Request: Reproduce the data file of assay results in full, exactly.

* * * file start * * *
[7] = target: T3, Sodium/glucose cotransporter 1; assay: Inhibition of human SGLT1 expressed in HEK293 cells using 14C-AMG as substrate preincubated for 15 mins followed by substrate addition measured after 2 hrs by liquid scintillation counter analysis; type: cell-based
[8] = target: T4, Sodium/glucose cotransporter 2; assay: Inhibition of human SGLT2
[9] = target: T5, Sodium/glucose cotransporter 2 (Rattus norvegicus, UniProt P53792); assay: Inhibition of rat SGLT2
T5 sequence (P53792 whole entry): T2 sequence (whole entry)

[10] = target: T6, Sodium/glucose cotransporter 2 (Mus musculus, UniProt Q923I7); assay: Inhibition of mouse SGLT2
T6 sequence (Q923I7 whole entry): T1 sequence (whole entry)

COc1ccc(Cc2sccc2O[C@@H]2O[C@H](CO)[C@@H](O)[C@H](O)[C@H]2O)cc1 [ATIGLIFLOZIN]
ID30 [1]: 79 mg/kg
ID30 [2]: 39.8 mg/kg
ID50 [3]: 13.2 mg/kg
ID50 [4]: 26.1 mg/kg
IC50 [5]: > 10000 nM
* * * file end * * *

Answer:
[7] = target: T3, Sodium/glucose cotransporter 1; assay: Inhibition of human SGLT1 expressed in HEK293 cells using 14C-AMG as substrate preincubated for 15 mins followed by substrate addition measured after 2 hrs by liquid scintillation counter analysis; type: cell-based
[8] = target: T4, Sodium/glucose cotransporter 2; assay: Inhibition of human SGLT2
[9] = target: T5, Sodium/glucose cotransporter 2 (Rattus norvegicus, UniProt P53792); assay: Inhibition of rat SGLT2
T5 sequence (P53792 whole entry): T2 sequence (whole entry)

[10] = target: T6, Sodium/glucose cotransporter 2 (Mus musculus, UniProt Q923I7); assay: Inhibition of mouse SGLT2
T6 sequence (Q923I7 whole entry): T1 sequence (whole entry)

COc1ccc(Cc2sccc2O[C@@H]2O[C@H](CO)[C@@H](O)[C@H](O)[C@H]2O)cc1 [ATIGLIFLOZIN]
ID30 [1]: 79 mg/kg
ID30 [2]: 39.8 mg/kg
ID50 [3]: 13.2 mg/kg
ID50 [4]: 26.1 mg/kg
IC50 [5]: > 10000 nM